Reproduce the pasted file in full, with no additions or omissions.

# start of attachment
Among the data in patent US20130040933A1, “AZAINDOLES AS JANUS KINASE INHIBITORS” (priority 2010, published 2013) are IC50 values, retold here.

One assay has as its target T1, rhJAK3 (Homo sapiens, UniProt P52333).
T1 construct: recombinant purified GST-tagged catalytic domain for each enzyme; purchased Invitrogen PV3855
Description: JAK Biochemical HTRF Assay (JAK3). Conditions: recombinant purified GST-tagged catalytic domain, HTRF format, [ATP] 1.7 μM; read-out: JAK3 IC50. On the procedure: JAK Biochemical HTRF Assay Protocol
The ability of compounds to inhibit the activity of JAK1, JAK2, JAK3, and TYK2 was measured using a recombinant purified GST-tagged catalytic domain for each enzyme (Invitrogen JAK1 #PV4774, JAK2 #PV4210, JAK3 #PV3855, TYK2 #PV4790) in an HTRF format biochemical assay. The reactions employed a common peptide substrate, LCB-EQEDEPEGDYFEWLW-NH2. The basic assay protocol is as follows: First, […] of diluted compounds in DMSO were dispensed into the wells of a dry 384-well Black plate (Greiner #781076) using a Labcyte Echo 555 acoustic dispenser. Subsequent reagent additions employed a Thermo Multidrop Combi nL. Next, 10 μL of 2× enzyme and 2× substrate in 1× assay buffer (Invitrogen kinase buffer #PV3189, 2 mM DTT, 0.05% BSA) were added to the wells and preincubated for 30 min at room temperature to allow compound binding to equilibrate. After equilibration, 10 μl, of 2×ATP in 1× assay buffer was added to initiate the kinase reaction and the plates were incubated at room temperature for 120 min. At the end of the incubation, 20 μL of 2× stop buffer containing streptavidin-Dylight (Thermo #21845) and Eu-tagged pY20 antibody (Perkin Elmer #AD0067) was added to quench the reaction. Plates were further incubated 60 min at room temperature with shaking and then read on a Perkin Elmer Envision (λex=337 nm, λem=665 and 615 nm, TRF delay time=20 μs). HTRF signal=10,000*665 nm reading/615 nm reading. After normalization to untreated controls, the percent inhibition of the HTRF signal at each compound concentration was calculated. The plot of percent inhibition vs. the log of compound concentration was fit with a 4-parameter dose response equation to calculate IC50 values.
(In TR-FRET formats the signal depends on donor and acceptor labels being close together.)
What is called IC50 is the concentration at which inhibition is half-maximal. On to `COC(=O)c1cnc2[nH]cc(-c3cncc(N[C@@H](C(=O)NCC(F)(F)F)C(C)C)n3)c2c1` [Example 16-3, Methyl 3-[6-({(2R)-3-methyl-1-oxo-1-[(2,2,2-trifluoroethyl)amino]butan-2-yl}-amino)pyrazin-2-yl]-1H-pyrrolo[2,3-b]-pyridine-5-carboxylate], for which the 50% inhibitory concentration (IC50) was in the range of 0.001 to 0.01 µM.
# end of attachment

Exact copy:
Among the data in patent US20130040933A1, “AZAINDOLES AS JANUS KINASE INHIBITORS” (priority 2010, published 2013) are IC50 values, retold here.

One assay has as its target T1, rhJAK3 (Homo sapiens, UniProt P52333).
T1 construct: recombinant purified GST-tagged catalytic domain for each enzyme; purchased Invitrogen PV3855
Description: JAK Biochemical HTRF Assay (JAK3). Conditions: recombinant purified GST-tagged catalytic domain, HTRF format, [ATP] 1.7 μM; read-out: JAK3 IC50. On the procedure: JAK Biochemical HTRF Assay Protocol
The ability of compounds to inhibit the activity of JAK1, JAK2, JAK3, and TYK2 was measured using a recombinant purified GST-tagged catalytic domain for each enzyme (Invitrogen JAK1 #PV4774, JAK2 #PV4210, JAK3 #PV3855, TYK2 #PV4790) in an HTRF format biochemical assay. The reactions employed a common peptide substrate, LCB-EQEDEPEGDYFEWLW-NH2. The basic assay protocol is as follows: First, […] of diluted compounds in DMSO were dispensed into the wells of a dry 384-well Black plate (Greiner #781076) using a Labcyte Echo 555 acoustic dispenser. Subsequent reagent additions employed a Thermo Multidrop Combi nL. Next, 10 μL of 2× enzyme and 2× substrate in 1× assay buffer (Invitrogen kinase buffer #PV3189, 2 mM DTT, 0.05% BSA) were added to the wells and preincubated for 30 min at room temperature to allow compound binding to equilibrate. After equilibration, 10 μl, of 2×ATP in 1× assay buffer was added to initiate the kinase reaction and the plates were incubated at room temperature for 120 min. At the end of the incubation, 20 μL of 2× stop buffer containing streptavidin-Dylight (Thermo #21845) and Eu-tagged pY20 antibody (Perkin Elmer #AD0067) was added to quench the reaction. Plates were further incubated 60 min at room temperature with shaking and then read on a Perkin Elmer Envision (λex=337 nm, λem=665 and 615 nm, TRF delay time=20 μs). HTRF signal=10,000*665 nm reading/615 nm reading. After normalization to untreated controls, the percent inhibition of the HTRF signal at each compound concentration was calculated. The plot of percent inhibition vs. the log of compound concentration was fit with a 4-parameter dose response equation to calculate IC50 values.
(In TR-FRET formats the signal depends on donor and acceptor labels being close together.)
What is called IC50 is the concentration at which inhibition is half-maximal. On to `COC(=O)c1cnc2[nH]cc(-c3cncc(N[C@@H](C(=O)NCC(F)(F)F)C(C)C)n3)c2c1` [Example 16-3, Methyl 3-[6-({(2R)-3-methyl-1-oxo-1-[(2,2,2-trifluoroethyl)amino]butan-2-yl}-amino)pyrazin-2-yl]-1H-pyrrolo[2,3-b]-pyridine-5-carboxylate], for which the 50% inhibitory concentration (IC50) was in the range of 0.001 to 0.01 µM.